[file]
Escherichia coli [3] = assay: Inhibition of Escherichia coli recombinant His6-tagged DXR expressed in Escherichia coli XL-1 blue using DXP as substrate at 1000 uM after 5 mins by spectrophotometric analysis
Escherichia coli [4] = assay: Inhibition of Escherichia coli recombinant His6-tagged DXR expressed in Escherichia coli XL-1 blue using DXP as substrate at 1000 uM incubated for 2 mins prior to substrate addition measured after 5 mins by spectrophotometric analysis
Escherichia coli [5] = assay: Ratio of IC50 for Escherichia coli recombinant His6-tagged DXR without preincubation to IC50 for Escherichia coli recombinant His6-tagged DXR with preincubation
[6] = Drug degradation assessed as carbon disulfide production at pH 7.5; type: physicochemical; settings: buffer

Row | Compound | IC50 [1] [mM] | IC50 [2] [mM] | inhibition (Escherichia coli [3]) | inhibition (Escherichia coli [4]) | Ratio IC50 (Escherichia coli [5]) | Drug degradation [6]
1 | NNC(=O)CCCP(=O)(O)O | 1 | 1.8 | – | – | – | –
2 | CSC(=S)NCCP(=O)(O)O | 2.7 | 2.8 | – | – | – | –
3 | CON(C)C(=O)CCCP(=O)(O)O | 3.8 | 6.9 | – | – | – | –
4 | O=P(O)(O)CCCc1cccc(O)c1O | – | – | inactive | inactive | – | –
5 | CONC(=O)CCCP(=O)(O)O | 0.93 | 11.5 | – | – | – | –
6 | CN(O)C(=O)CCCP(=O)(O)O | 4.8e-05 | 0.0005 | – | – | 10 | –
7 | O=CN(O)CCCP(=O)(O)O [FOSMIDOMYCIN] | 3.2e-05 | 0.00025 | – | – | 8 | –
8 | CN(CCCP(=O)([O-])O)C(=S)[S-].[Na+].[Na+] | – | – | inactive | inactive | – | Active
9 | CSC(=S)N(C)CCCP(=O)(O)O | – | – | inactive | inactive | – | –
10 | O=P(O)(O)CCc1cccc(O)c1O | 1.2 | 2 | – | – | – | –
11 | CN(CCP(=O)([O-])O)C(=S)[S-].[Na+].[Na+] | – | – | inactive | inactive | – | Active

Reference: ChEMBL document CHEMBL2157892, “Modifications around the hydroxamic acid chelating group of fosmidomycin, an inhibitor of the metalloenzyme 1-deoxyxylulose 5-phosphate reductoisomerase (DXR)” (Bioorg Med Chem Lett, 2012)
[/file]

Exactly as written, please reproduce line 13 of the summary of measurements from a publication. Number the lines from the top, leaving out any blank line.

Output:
8 | CN(CCCP(=O)([O-])O)C(=S)[S-].[Na+].[Na+] | – | – | inactive | inactive | – | Active